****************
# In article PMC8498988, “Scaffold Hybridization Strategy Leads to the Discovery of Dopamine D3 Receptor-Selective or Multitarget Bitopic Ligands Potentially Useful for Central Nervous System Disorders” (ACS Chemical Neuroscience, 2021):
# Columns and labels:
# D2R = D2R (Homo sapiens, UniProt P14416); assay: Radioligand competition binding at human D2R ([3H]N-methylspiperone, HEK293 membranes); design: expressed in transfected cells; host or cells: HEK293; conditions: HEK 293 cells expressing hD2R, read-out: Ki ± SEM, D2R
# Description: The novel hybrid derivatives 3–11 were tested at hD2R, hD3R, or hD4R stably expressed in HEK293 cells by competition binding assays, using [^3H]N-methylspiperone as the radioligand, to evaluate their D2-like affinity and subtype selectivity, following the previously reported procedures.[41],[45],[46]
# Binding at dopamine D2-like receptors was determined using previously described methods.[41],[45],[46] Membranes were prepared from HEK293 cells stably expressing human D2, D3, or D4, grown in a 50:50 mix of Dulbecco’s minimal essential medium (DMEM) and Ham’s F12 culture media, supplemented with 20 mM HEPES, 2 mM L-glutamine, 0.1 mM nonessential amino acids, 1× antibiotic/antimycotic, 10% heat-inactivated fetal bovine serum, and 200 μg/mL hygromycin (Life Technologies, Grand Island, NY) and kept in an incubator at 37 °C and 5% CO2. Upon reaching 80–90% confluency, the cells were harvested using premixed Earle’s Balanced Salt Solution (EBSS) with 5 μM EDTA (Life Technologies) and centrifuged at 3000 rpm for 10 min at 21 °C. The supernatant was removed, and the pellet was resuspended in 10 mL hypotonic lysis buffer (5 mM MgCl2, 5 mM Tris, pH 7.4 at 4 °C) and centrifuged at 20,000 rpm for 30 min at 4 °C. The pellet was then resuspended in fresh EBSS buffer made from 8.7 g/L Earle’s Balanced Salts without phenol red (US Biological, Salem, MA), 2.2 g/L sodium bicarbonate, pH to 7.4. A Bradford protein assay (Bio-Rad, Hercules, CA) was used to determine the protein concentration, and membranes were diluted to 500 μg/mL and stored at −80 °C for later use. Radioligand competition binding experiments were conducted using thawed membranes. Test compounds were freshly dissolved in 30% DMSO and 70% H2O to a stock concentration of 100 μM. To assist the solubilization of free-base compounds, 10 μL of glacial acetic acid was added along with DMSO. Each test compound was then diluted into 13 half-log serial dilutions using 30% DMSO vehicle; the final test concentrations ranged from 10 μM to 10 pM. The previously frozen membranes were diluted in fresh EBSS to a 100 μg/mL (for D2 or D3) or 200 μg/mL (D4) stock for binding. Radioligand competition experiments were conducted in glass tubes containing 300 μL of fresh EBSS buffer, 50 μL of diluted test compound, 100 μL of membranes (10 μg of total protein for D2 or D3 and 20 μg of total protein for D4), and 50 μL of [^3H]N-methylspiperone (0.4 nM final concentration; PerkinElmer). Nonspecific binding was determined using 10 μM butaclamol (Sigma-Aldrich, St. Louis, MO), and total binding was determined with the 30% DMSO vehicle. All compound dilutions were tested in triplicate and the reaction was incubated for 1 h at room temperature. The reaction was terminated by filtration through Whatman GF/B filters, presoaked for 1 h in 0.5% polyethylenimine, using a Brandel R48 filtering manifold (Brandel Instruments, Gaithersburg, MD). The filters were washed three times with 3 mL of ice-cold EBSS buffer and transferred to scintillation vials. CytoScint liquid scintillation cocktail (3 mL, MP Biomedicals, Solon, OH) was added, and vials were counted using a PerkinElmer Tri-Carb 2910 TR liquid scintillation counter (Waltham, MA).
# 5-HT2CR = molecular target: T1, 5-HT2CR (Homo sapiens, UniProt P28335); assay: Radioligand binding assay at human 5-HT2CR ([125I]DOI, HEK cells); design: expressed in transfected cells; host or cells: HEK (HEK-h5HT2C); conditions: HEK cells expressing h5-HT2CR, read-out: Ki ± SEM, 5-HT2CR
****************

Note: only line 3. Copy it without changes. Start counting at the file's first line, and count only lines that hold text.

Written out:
# D2R = D2R (Homo sapiens, UniProt P14416); assay: Radioligand competition binding at human D2R ([3H]N-methylspiperone, HEK293 membranes); design: expressed in transfected cells; host or cells: HEK293; conditions: HEK 293 cells expressing hD2R, read-out: Ki ± SEM, D2R